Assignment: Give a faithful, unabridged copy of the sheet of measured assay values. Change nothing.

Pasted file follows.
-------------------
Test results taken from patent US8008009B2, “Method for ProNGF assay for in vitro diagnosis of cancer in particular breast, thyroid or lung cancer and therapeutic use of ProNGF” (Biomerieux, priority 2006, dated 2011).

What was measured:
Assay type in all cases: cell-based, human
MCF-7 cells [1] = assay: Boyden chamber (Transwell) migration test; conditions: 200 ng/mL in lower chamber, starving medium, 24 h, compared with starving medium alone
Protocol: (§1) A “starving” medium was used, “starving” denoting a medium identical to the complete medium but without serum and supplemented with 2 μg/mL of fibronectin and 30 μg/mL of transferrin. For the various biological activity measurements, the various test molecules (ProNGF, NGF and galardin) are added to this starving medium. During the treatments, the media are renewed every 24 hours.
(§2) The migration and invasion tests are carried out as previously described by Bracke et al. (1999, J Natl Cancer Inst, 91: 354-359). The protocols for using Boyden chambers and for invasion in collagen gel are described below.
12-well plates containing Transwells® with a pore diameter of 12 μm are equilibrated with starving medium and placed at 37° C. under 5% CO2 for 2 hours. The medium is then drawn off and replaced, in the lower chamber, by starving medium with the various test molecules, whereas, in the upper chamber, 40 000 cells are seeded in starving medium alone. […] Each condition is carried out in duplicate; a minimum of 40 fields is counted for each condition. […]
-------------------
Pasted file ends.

Test results taken from patent US8008009B2, “Method for ProNGF assay for in vitro diagnosis of cancer in particular breast, thyroid or lung cancer and therapeutic use of ProNGF” (Biomerieux, priority 2006, dated 2011).

What was measured:
Assay type in all cases: cell-based, human
MCF-7 cells [1] = assay: Boyden chamber (Transwell) migration test; conditions: 200 ng/mL in lower chamber, starving medium, 24 h, compared with starving medium alone
Protocol: (§1) A “starving” medium was used, “starving” denoting a medium identical to the complete medium but without serum and supplemented with 2 μg/mL of fibronectin and 30 μg/mL of transferrin. For the various biological activity measurements, the various test molecules (ProNGF, NGF and galardin) are added to this starving medium. During the treatments, the media are renewed every 24 hours.
(§2) The migration and invasion tests are carried out as previously described by Bracke et al. (1999, J Natl Cancer Inst, 91: 354-359). The protocols for using Boyden chambers and for invasion in collagen gel are described below.
12-well plates containing Transwells® with a pore diameter of 12 μm are equilibrated with starving medium and placed at 37° C. under 5% CO2 for 2 hours. The medium is then drawn off and replaced, in the lower chamber, by starving medium with the various test molecules, whereas, in the upper chamber, 40 000 cells are seeded in starving medium alone. […] Each condition is carried out in duplicate; a minimum of 40 fields is counted for each condition. […]